MITCH: That’s very helpful! I also see from your LinkedIn profile that you’re active as a Microsoft Certified Trainer (MCT). I was active myself as an MCT way back in the late 90s before I got into writing. I’m sure the role of MCT has changed a lot since then. What’s it like being an MCT these days?

Raymond: Yes, I am still an MCT. I have not been in front of a class lately, but I will be back there soon. What I see during preparation is that the classroom has not changed that much. The biggest change is that much of the learning infrastructure now comes from the cloud. The demand in student numbers is lower, because much more information is freely available from multiple sources on the Internet.

MITCH: You’ve also written a few books and courses for IT pros. Do you plan on doing more of this in the future?

Raymond: Book authoring was both a painful and rewarding experience. My first book on Windows Vista was mostly painful, as you can understand. Two other books on Windows 7 have been much more rewarding. Still writing a book is a process that requires dedication and perseverance. At that time it helped me establish my name in the industry. Nowadays technology is moving so fast that a book on Windows 10 will already be dated by the time you’re ready to publish. If I will ever start writing a book again it will be more conceptual or a novel. Today, I do not have a plan to start writing again.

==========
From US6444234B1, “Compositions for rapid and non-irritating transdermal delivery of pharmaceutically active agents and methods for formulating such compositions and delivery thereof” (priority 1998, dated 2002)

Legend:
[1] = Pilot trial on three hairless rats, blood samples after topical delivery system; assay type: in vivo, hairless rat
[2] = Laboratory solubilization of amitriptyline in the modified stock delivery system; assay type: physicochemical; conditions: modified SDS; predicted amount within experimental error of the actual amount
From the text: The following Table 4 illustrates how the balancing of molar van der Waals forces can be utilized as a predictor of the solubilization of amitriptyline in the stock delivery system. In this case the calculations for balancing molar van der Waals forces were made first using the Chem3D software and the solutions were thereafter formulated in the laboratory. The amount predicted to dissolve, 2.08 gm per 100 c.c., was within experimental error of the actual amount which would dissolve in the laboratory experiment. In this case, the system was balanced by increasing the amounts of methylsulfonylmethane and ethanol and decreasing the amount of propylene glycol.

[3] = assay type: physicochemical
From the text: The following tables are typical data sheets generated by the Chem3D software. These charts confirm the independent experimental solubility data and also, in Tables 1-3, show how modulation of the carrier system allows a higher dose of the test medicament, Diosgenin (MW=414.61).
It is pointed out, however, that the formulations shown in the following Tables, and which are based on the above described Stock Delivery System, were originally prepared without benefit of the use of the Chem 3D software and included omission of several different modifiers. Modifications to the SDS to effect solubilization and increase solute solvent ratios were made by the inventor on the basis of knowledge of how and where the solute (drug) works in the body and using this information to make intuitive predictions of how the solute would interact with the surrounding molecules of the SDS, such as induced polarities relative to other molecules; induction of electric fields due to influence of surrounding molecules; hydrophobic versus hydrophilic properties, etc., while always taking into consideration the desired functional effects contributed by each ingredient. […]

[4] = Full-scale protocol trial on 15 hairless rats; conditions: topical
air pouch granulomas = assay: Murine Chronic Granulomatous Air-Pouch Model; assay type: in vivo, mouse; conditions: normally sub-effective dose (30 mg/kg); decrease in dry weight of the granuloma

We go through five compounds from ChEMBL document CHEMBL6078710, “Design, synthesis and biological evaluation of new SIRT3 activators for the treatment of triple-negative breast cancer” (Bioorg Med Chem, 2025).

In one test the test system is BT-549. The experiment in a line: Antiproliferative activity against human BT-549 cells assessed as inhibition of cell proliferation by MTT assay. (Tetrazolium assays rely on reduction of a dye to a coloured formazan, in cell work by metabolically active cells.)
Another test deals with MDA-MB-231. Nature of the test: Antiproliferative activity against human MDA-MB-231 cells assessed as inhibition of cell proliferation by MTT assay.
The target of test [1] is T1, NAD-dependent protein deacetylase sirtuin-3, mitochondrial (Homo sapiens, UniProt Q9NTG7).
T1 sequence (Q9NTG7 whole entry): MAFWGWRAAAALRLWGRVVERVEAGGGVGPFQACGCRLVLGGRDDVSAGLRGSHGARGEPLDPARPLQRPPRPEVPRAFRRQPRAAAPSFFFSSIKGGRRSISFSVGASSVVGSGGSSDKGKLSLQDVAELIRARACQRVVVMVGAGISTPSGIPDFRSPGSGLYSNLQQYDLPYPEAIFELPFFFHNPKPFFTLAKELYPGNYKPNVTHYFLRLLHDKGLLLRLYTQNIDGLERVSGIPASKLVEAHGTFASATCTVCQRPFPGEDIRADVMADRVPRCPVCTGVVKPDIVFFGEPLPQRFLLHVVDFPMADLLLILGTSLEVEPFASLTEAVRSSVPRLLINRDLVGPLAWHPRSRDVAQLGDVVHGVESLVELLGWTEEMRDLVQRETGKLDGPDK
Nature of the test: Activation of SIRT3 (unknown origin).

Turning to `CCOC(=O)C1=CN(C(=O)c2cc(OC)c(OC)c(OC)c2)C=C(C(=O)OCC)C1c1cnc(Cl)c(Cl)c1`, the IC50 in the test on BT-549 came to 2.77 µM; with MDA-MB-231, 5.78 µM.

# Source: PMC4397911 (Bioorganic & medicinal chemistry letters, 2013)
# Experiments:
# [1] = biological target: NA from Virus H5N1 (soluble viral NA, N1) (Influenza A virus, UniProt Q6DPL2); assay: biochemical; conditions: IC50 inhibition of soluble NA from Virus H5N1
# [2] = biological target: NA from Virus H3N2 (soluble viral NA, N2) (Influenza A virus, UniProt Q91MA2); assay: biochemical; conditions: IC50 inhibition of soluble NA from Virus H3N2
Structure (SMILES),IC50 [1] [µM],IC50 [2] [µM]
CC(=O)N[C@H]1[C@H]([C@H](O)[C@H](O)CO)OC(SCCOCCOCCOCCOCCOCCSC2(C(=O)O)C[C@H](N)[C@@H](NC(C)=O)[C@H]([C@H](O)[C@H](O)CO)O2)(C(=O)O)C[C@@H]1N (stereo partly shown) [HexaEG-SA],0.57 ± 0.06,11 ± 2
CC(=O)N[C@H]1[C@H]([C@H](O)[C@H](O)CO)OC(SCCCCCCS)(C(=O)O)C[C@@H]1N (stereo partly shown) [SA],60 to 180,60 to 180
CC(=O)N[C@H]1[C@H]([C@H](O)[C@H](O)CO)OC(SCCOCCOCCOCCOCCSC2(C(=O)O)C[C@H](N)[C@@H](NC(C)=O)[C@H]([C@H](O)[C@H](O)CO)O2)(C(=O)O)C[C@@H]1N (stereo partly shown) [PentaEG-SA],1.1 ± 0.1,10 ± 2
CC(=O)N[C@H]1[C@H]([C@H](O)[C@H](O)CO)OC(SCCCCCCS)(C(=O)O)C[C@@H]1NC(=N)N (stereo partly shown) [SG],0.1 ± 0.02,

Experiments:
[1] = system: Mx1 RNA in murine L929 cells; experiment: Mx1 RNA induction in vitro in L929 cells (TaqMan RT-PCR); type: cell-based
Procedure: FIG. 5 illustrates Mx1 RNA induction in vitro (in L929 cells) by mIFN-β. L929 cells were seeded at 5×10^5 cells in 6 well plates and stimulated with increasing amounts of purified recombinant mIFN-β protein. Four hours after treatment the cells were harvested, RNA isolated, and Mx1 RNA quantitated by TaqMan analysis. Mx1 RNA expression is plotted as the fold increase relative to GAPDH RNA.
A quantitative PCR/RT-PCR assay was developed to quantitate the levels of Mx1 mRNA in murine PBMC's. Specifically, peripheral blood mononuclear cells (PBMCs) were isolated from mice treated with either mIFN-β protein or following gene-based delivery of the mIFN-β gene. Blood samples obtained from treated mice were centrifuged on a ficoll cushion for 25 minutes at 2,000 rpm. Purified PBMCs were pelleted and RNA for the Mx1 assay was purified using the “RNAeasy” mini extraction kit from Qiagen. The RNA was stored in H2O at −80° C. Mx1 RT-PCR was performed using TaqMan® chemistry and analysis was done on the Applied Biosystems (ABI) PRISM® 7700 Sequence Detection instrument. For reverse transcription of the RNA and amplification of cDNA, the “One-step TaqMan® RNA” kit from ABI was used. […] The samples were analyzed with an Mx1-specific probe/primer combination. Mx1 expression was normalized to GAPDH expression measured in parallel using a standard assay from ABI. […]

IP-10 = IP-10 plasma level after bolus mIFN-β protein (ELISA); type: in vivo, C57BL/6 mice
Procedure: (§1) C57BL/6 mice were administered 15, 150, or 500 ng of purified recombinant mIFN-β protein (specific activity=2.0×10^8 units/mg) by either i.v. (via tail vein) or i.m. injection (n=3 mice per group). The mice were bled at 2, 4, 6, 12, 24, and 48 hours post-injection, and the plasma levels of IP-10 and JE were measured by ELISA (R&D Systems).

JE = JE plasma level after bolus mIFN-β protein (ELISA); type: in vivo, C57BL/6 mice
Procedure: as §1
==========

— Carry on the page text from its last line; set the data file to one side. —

MITCH: Let’s end our interview by having you tell us a bit more about yourself, like what you do in a typical workday, what your hobbies are, how you first got into IT, whatever you want to share with us.

Raymond: I was 16 years old when my school purchased its first Apple II+ computers and provided us with books to start learning programming in Basic. The lessons were about to start in two months. By the time the first lesson started, I had finished the book. Programming was my passion during those first years. I spent day and night with all sorts of projects programming in Basic, Pascal and C. By the time I was about to finish my bachelor degree, I knew that I should not proceed with programming. When I started to code I could not stop. I knew that would not be good for me in the long run so I switched to IT infrastructure. Besides computers I have a family with two teenage boys. Music has also always been important in my life. I used to play the bass, but today I listen to a lot of music and enjoy visiting concerts in Amsterdam.

MITCH: Raymond thanks again for giving us some of your valuable time. We wish you the best of luck in all your future endeavors!

Raymond: You’re welcome. Thanks again for the invitation and all the best with!